“What are you working on? Is it any fun?” I hadn’t been working that long at my current work place, when the CIO (Chief Innovation Officer) asked me that.

And I replied: “I have fun working here, but I really don’t like the particular assignment I have now”.

This short dialogue raised a lot of questions in my head, because it did not seem strange that my CIO asked me that question and at the same time I took it for granted that I could answer the way I did. But would I get that question and would I be able to answer in that way everywhere? Is it supposed to be FUN to work? If I had FUN would I be doing my work seriously enough? Would I be concentrated while having FUN? Would I be ambitious enough if I said “YES, I am having FUN!”?

Being where I was, being who I am and knowing my CIO the way I did, I knew for sure that I could answer: “Yes, I am having fun!” and “I hate my current work assignment!”. We also both knew that I was stuck with the assignment and I had to solve it the best way possible. I was not after being pitied or being taken off the assignment. This was just a statement of status quo. And for my CIO it was important that I had fun on an overall level – not necessarily with the specific assignment.

Having fun at work is not the same thing as always having the fun assignments. In all workplaces there are boring, problematic, idiotic, difficult assignments and they have to be dealt with. But if the workplace signals that it is okay to have fun, to laugh, to connect with your colleagues it is actually more fun to do even the shitty assignments.

But back to the questions I just rose. No, it would not be possible to have this small dialogue in every workplace. Actually I will argue that it is far too rare to find workplaces where this dialogue could take place and I see it as a valuable goal to make this type of dialogue possible in more workplaces. There is a number of reasons why that should be a goal and as I see it the most important reason is that it creates trust and hence more work joy.

Trust is at the core of this small conversation, because my CIO trusts that I can do my work AND have fun at the same time. With his question he clearly states that having fun and working are not two opposites and by asking me my CIO makes sure to tell me that he is interested in my wellbeing and that it is important to have fun while working. He actually gives me a responsibility to make sure that I have fun in mind while being at work.

Another thing that I want to connect to this dialogue and the themes “fun” and “trust” is playfulness. Playfulness is a phenomenon with a lot of facets. E.g. it is about being able to play in the organisation and have a playful approach to the workplace, the assignments and continuous organisational changes can make it more FUN to work and can create more trust between people. Playfulness in organisations is about trying, daring and giving space for people, new ideas, weird inputs. It is about taking on new roles and having a primarily yes-instead-of-no approach.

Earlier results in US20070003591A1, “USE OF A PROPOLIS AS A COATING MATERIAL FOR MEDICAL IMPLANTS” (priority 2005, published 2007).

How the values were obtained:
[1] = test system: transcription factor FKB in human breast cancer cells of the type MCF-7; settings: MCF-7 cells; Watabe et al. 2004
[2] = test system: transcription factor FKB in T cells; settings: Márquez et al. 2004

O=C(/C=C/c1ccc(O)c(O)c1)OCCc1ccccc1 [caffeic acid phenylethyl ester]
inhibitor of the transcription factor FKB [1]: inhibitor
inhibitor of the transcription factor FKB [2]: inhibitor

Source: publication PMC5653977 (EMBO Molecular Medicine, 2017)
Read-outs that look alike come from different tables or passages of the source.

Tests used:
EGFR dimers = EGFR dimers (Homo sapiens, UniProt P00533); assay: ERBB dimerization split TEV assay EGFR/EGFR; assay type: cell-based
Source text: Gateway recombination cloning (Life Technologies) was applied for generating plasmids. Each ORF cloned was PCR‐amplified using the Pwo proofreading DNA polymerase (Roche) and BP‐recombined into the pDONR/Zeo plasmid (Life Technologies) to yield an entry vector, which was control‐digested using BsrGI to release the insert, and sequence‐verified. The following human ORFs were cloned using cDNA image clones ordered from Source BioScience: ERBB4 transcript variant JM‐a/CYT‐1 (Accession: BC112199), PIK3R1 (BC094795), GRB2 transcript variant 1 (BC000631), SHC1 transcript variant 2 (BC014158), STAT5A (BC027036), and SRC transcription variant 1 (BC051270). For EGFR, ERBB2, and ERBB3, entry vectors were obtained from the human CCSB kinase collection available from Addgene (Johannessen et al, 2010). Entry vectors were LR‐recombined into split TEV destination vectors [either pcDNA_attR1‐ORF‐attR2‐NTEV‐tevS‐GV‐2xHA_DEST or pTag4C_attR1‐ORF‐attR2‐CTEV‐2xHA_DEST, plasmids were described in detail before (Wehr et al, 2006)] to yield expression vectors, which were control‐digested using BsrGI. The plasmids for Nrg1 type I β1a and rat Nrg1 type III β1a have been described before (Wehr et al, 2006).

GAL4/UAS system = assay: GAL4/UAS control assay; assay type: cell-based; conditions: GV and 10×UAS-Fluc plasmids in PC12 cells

Fun is one of the facets in playfulness and the ability to play. You simply have more fun if you are able to play and have a playful approach to your work and your life.

A playful organisation is also tightly connected to the issue of trust. Playing and having a playful organisation create trust in the organisation, because people connect in ways they would not normally do in a professional situation and because it in an organisation where experimentation is profound is okay to try, retry and fail. To be able to play employees and management however need to have a fundamental feeling of trust and a basic understanding that it is okay to play. This means that you can’t create a playful organisation without a basic feeling of trust to start with.

This means that becoming a playful organisation is not just to make some trendy “add on” to the organisation. In order to be and become a playfulness organisation playfulness needs to be taken seriously, it is a fundamental part of the organisation and has to do with atmosphere, relations and connections. Both management and employees need to be involved in creating a playful organisation – playing, trusting and having fun go both ways. The management needs to set the frame, give the space and trust the employees to perform, and the employees need to join in, take responsibility and open the mind for playing, having fun and trusting at work.

When was the last time you considered if you have fun when you work or if there is enough trust at your workplace to play and have fun?

The beautiful pictures are taken by Benjamin Pomerleau at CounterPlay Festival 2016.

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Louise Overgaard
Humans create knowledge. Societies are built by and evolve around humans. Libraries are meaningless without humans. Technology is only interesting if humans know what to do with it. When I work – whether it be as a smart city or library developer, leader, project manager, consultant, creator of informal learning settings, playful or cultural activities – my focus is people’s motivation, skills and lifeworld. It’s all about humans and interacting with humans.
Louise Overgaard

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